The new Tax Free Savings Accounts are proving to be popular, but many Canadians are choosing only interest bearing TFSA plans that pay so little that the accompanying tax savings are negligible. This is generally what your financial institution will suggest, because it is simple and easy for them to set up and there is no advice required. The teller takes your money and signs you up and the teller gets a sale( one of the performance measurements for the job). Everybody is a winner except the investor.

Taking a current rate of 1.2% offered by a credit union on a high interest savings account, $5000 earns $60.00 in yearly interest, and if you are paying a 30% rate of income tax you save $20.00 in Tax, not exactly a windfall. A study by one of the major banks found that 90% of TFSA’S are in term deposits or high interest savings accounts.  The same mistake is often made today with RRSP’S.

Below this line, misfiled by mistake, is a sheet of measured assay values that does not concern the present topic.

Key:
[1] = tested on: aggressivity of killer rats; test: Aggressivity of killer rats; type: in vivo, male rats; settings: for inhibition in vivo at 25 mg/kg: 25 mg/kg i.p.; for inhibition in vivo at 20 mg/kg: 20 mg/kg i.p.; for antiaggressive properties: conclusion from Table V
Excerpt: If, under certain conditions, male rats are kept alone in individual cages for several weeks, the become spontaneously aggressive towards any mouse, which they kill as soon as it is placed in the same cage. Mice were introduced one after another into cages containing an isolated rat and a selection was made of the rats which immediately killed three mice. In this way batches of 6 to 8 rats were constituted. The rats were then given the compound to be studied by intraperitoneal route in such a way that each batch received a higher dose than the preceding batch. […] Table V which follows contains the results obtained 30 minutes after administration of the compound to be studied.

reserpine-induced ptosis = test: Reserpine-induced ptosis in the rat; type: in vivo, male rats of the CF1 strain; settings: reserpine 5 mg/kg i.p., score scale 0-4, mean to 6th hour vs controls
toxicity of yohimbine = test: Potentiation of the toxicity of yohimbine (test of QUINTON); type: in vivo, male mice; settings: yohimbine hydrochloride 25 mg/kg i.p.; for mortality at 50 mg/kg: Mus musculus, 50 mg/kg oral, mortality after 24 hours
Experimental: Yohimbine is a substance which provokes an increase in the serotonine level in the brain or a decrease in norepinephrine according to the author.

Self directed TFSA’S and RRSP’S can invest in stocks, bonds, mutual funds, segregated funds, and ETF’S as well as interest bearing securities. The point of the TFSA is to save on the income tax you earn on your investments, and the better the return you earn on your investment the more tax free money you keep in your pocket. Therefore there is a good case for investing your TFSA in more aggressive investments to earn a higher return. 
I would suggest that investing in Segregated funds is a smart choice for TFSA ’S. Segregated funds offer the opportunity for a higher return and have other advantages such as passing to a beneficiary without probate, and guarantees on return of Capital varying from 75% to 100% depending on the product.

Some advisors suggest TFSA’S for keeping emergency funds available, but to get any return on the funds and save any amount of tax you need to lock the funds in for a longer period.  The best current option for an emergency fund is a high interest savings account.  The funds are immediately available, which is the idea, and the amount of tax you save by putting them in a TFSA is negligible. 

You can save more by buying a few less latte’s.

To Find out more about investing your TFSA in a segreagated fund Contact us.
 


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